''The Wolverine" is rising from the ashes - both with critics and moviegoers.
It isn’t often that a movie makes a complete turnaround with critics, but apparently, The Wolverine has done just that – clawed its way out of a pit of mediocrity and somehow earned some decidedly positive reviews. Not all of them, of course.
Jackman is one of the best things about the franchise, say most reviewers.
The New York Times’s A. O. Scott praises the film for its keeping to the classic comic book approach of portraying a self-contained adventure. Unlike Iron Man 3 or Man of Steel, Scott says, The Wolverine does not aim for grandeur in its story arc. Instead, it focuses on the intimate experiences and feelings of Logan (the Wolverine, in case you’ve somehow missed the last two decades of pop culture,) made all the more interesting by the fascinating setting that Japan provides.
The Guardian’s review however, is less impressed with the film’s intimacy and character focus. Instead, Peter Bradshaw calls the film out on being synthetic and overproduced, only masquerading as the intimate story it is supposed to be. According to him, the film “does not appear to have been written so much as audience-tested, global-market-researched, greenscreened and CGI-ed to within an inch of its life.”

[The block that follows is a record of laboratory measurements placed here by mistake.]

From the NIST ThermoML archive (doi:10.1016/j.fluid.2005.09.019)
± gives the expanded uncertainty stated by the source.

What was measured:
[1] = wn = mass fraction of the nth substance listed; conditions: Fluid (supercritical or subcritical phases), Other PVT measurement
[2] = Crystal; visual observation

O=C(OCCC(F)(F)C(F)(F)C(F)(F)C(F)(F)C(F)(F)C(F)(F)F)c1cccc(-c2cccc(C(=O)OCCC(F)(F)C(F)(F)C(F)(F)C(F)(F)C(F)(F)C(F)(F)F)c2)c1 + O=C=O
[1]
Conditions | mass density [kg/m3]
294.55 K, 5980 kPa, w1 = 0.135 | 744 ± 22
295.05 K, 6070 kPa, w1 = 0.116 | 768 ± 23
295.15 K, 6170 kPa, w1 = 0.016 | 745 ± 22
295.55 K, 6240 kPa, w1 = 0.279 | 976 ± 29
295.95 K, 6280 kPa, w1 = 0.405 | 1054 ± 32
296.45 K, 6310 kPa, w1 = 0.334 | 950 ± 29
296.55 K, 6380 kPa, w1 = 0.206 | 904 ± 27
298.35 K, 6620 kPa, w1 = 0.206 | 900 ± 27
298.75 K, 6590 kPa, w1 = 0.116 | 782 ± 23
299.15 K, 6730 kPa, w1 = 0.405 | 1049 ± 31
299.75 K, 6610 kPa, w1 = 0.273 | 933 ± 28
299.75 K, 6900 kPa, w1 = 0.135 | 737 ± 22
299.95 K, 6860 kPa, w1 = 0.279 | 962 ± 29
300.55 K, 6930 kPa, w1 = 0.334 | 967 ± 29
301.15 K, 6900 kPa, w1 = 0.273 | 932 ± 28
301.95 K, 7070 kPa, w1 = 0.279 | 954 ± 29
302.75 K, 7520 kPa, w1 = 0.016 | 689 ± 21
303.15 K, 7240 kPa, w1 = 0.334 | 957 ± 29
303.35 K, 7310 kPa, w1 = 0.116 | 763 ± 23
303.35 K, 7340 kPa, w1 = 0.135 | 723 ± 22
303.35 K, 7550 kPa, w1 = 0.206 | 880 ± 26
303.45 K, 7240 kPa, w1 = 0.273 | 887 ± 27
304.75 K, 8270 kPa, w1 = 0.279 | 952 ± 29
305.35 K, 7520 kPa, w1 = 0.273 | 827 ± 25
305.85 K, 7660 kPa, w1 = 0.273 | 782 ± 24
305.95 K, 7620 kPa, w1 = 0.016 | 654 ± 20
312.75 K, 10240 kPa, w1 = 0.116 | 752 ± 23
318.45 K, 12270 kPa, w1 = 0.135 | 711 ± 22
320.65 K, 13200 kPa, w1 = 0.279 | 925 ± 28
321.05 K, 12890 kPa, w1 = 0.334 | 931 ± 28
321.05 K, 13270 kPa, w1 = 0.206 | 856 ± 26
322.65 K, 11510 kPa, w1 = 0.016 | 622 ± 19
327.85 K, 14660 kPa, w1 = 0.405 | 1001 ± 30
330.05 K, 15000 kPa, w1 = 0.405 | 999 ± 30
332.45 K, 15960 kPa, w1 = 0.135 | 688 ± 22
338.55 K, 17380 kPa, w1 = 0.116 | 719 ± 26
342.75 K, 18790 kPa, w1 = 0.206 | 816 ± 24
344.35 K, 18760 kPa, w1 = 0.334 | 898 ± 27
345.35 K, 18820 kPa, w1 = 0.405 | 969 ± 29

USA Today’s Brian Truitt seems to have the same critiques and – it’s intimate and different, but that does not always come across in a big budget blockbuster like The Wolverine. He also notes that Japan, as a setting, is perfect for Logan’s evolution, noting that the juxtaposition between the Japanese values of family duty and honor and Logan’s values of, well, none of those things, works well for the intended character story.
The film has made a complete turnaround in terms of reviews.